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How to get there
Easiest access is from Los Angeles, San Francisco or Seattle, but the key is a nonstop flight to B.C.’s Vancouver International Airport. The drive to Whistler is two and a half hours on the Sea to Sky Highway-longer if you hit Vancouver during rush hour, so don’t. You won’t need a car at the resort, so consider a private limousine service that will pick you up outside customs in a four-wheel-drive vehicle ($285 for seven people; Vancouver All Terrain Adventures; 888-754-5601; all-terrain.com/transportation/whistler.html).
Where to stay
Book a slopeside room at The Westin (888-634-5577; westinwhistler.com), the Pan Pacific (888-905-9995; panpacific.com) or the new, very roomy Sundial Boutique Hotel (800-661-2321; sundialhotel.com). Each has a great heart-of-the-village and foot-of-the-mountains location, and offers kitchenettes-crucial for time-shaving in the morning. Order breakfast food online in advance from Nesters Market (604-932-3545; nestersmarket.com/whistler.cfm), which will deliver to your hotel for $25.
How to ski the mountain
Early risers can track laps on the day’s best snow before lift lines get clogged. Blackcomb is easier to navigate, so start there and get at it early. The ticket window under Whistler Village Gondola opens at 7 a.m., one hour before all other ticket outlets. Get in line for Blackcomb’s Excalibur gondola between 8:15 and 8:45. Take the Accelerator chair, then cut over to Solar Coaster Express. Check the lightboard and ski warm-up laps on whatever has been groomed in the Solar zone. Then fan out to Seventh Heaven, Crystal Chair and the Glacier Express. For a taste of the high alpine, intermediates should try Seventh Heaven’s Cloud Nine. Advanced skiers with powder skills will be awed by a wide-open cruise down the middle of Blackcomb Glacier. Experts will have their dance card booked with Couloir Extreme, Secret Chute, Pakalolo and the four big, steep bowls (Garnet, Diamond, Ruby and Sapphire) accessed via Spanky’s Ladder. Lunch on Blackcomb is best eaten early (before 11:30) or late (after 1:15). Crystal Hut is the most charming. Or, make a reservation for white linen dining at Christine’s in the Rendezvous (604-938-7437). Throughout the day, keep your eyes on the lightboards, and go wherever it’s least crowded, making sure to avoid Seventh Heaven completely when lines are long.
Again, ski early and rest later-you won’t regret it.Today, it’s Whistler Mountain. Take the Whistler Village gondola to the Roundhouse. Skate over to the lightboard to look at the daily grooming map. Take your first several runs off the Garbanzo, Emerald or Big Red chairs on whatever is freshly groomed. Intermediates who want to cruise should continue to explore the vast offerings in between the Roundhouse and Olympic Station. More adventurous skiers should head to Harmony (for intermediates and experts) or The Peak (experts only) to access Whistler’s six high-alpine bowls. For lunch, ski to the Creekside base area via Franz’s or take the new Peak to Creek runs and have lunch at Dusty’s or Zen Sushi. After lunch, head up the Creekside Gondola, then the Big Red Chair. If the afternoon is bright, experts should head back into the high alpine. If the weather is bad, stay midmountain and ski the trees.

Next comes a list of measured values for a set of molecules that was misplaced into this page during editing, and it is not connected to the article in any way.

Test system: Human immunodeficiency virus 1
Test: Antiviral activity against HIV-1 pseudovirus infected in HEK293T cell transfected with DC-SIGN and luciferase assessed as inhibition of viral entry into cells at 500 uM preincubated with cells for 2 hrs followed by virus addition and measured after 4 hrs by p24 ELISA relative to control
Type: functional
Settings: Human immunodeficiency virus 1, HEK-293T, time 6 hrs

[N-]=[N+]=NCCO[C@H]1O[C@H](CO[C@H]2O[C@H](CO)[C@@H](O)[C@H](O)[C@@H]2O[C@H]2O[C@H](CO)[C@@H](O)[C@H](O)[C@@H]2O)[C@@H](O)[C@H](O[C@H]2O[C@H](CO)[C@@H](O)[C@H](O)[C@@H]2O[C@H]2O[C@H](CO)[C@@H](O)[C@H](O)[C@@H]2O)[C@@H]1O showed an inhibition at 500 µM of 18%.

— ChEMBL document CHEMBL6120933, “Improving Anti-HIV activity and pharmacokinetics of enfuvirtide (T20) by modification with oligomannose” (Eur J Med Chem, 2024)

Day Three If it’s a Monday, sleep late and don’t worry about beating the crowds. Head back to Whistler and play in the bowls. West Bowl is a good bet for powder. Harmony’s Horseshoes are for those who like to show off. Symphony Bowl is readily manageable by intermediates. Take your lunch and cocoa breaks at the Roundhouse Lodge or the Chic Pea.
Where to eat, drink and relax Whistler Village has no dearth of excellent dining: Araxi’s innovative Italian fusion (604-932-4540), Bearfoot Bistro’s indulgent French (604-932-3433), the Rimrock Cafe’s fish and game (604-932-5565), Trattoria di Umberto’s northern Itallian (604-932-5858) and Hy’s steaks (604-905-5555) are considered some of the best. Make reservations when you get to town. Sushi aficionados have seven options, but Sushi Village (604-932-3330) remains most popular. Walk in and put your name on the list when the doors open at 5 p.m. Families should try Earl’s (604-935-3222) or the Old Spaghetti Factory (604-938-1081). Après, hit the Garibaldi Lift Company at the base of Whistler Mountain or relax on the patio at Black’s Pub or the Dubh Linn Gate. Those craving a massage should check out the spa at the new Four Seasons (888-935-2460).
Where to rent skis Reserve skis online from Summit Sports, 20 feet from the Whistler Village gondola. When you get to town, beeline to the shop’s reservation pickup counter to beat the pack ($24-$36; 888-931-6225; summitsport.com). If you brought your own skis and want them tuned, call Profile Ski Services, the locals’ best-kept secret, which will pick up and drop off at your hotel ($32; 604-935-2950).
Hassle-buster If you’re planning a Sunday return, reconsider: The Sea to Sky Highway is jammed from 3 to 6 p.m. Book your return flight for Monday morning instead and sleep at the plush Fairmont Vancouver Airport Hotel (800-441-1414).
Contact Whistler/Blackcomb: 866-218-9690; whistlerblackcomb.com. Snow phone: 604-932-4211. Tourism Whistler: 877-991-9988; mywhistler.com